Building ‘Instrumental’ with Rails

Aaaaaand done.

Just finished my musical instrument rental service. There’s no CSS, and I’m a bit self-conscious about that; I have a friend also doing the learn course who makes his apps look flippin beautiful each time. Ah well, though. I’m happy with what I put together. It’s nice getting some real experience working with Devise, in particular. It feels like I’ve been working with Rails so long, it’s surprises me that this is my first Rails app.

I’m starting to realize that the hardest thing about programming can sometimes be all the different ways there are to do something. I’ve heard that Python only lets programmers do things one way, and I have to admit that the idea makes me feel a bit jealous. The issue isn’t only that there are fifty different ways to do Thing A and fifty different ways to do thing B, and having to make that choice, but that only certain ways to do Thing A are compatible with certain ways to do Thing B. I think if there’s a part of programming that intimidates me the most, that’s it. For example, I spent a lot of time in this app reviewing nested forms and custom attribute writers and understanding that writing custom nested form fields like this:

    <input type=”text” name=”user[addresses_attributes][ ][street_1]”>

<input type=”text” name=”user[addresses_attributes][ ][street_2]”>

….will result in an array of hashes in the params.

HOWEVER!

Most people don’t do this. Most people use the fields_for form helper, which uses the number of instances of address in the preceding #new method to generate THIS!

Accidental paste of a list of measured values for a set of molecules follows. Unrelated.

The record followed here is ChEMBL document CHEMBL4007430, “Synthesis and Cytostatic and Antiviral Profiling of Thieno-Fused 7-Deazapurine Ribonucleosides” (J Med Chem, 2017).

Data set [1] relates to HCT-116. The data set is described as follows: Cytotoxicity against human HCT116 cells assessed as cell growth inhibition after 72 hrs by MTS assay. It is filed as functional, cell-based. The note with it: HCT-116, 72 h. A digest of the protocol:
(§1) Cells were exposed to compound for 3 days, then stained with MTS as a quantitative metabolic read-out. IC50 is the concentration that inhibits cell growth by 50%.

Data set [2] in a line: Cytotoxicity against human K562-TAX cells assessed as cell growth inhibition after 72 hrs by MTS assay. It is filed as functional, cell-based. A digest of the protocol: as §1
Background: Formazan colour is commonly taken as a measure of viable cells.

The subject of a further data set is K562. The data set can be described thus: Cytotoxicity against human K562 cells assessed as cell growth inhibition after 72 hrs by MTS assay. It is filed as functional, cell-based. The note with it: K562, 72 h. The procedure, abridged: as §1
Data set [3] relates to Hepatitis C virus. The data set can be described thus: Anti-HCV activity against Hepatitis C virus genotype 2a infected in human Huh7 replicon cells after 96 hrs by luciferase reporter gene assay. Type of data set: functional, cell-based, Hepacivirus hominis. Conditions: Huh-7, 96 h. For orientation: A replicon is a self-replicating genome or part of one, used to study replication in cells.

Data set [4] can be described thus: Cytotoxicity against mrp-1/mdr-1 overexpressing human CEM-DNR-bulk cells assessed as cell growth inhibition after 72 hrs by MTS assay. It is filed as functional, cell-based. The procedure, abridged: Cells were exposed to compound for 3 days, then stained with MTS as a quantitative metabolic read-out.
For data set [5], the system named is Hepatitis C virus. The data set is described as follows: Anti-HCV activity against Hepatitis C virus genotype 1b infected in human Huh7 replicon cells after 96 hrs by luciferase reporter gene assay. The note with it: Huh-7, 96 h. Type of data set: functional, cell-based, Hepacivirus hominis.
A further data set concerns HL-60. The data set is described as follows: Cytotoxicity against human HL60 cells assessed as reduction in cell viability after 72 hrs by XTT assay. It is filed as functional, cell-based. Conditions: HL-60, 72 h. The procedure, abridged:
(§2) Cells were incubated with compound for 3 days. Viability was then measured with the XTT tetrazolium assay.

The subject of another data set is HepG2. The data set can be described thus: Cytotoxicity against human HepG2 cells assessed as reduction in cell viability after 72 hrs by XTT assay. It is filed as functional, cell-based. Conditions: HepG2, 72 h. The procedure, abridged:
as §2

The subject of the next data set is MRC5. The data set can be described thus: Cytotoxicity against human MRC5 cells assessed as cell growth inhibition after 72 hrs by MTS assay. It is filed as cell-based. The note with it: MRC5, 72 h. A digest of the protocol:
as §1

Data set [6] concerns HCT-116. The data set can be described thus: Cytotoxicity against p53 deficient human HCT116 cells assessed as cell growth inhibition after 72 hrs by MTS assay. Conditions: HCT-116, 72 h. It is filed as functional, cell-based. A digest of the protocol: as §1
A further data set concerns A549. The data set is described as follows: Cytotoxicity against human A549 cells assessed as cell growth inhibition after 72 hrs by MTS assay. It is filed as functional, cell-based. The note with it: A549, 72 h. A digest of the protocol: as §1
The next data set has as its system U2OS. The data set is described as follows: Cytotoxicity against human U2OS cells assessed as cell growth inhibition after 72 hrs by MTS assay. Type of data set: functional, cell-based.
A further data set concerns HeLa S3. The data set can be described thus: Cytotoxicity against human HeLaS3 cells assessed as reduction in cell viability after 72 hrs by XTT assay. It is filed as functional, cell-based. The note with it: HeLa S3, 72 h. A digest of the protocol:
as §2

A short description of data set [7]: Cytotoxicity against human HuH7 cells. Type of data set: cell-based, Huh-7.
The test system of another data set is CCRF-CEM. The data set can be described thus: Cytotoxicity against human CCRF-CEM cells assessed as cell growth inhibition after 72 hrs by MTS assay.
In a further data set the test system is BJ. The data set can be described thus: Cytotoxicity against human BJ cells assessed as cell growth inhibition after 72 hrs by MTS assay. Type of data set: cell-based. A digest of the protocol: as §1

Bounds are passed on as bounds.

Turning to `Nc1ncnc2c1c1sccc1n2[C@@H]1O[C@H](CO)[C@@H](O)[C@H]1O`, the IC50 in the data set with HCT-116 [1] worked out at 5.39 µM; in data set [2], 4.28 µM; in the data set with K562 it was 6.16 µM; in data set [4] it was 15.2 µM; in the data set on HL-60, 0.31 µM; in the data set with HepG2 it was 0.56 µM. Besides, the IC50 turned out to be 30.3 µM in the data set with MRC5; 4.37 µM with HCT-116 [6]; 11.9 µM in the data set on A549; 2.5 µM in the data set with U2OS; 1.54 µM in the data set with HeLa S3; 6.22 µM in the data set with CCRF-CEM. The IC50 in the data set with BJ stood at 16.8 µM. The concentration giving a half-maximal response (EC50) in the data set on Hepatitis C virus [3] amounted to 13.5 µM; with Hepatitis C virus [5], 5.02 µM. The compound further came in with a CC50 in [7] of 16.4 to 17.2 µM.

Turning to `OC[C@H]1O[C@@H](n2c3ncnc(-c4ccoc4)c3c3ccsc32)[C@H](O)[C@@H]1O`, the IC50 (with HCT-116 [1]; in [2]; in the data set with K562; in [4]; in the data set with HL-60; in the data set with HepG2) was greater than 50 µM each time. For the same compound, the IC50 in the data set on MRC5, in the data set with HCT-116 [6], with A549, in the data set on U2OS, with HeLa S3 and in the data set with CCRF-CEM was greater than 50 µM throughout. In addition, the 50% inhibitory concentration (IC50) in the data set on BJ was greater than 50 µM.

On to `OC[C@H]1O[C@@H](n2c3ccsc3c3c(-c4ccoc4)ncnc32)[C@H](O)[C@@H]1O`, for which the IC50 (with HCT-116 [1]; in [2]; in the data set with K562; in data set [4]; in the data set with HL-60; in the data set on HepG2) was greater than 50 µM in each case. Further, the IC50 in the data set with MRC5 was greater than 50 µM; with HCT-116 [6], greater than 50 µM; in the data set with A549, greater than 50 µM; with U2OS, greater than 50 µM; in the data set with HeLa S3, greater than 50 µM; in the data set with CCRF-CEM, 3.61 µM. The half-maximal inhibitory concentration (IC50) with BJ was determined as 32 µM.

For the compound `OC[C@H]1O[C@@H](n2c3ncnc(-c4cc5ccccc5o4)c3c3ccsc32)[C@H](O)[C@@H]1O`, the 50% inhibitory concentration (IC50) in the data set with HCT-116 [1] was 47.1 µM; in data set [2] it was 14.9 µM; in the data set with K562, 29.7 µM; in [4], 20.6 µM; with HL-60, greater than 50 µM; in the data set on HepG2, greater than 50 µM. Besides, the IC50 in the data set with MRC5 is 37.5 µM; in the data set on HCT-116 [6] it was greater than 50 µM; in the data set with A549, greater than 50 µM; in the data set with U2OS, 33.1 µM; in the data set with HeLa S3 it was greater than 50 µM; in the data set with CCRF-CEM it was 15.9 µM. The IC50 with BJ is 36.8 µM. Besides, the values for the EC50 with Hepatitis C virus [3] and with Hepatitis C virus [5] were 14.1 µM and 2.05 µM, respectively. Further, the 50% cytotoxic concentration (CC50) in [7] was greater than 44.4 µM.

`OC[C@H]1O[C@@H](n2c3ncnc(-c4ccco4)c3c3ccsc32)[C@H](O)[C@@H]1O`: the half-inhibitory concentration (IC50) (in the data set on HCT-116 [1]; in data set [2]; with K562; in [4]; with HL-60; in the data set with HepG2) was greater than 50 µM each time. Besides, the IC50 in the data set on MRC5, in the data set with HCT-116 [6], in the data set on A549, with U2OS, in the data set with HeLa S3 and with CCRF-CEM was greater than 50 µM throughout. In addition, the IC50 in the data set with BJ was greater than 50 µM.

<input type=”text” name=”user[addresses_attributes][1][street_1]”>

<input type=”text” name=”user[addresses_attributes][1][street_2]”>

    <input type=”text” name=”user[addresses_attributes][2][street_1]”>

<input type=”text” name=”user[addresses_attributes][2][street_2]”>

The difference? THIS code, instead of producing an array of hashes in the params, results in a hash of hashes which kind of ACTS like an array because the keys are numbers, but is NOT an array. So when you try to iterate through the addresses later in your custom writer, you have to make sure to include a param for the index as well or things break.

Whew.

So that’s probably my biggest technical takeaway from the project. Also, I totally get Devise now. It’s pretty nice not having to deal with all of that security stuff, even if it gets annoying sometimes not to have access to my users controller. Interestingly enough, I kind of got used to not being able to work with users in the way I used to. I know there are ways to duplicate the controller and work with it anyway, but I’ll leave that can of worms on the shelf for now.

I also got a lot out of the project in terms of learning about task management and organization. There’s so much to do that I really have to have a system figured out, and near the end there I kind of became my own little SCRUM team.

So I’m sure I’ll look back on this project in a year and cringe like I never have before, but I’m pretty happy with this right now and everything I learned while doing it!

Leave a Reply

Fill in your details below or click an icon to log in:

WordPress.com Logo

You are commenting using your WordPress.com account. Log Out /  Change )

Twitter picture

You are commenting using your Twitter account. Log Out /  Change )

Facebook photo

You are commenting using your Facebook account. Log Out /  Change )

Connecting to %s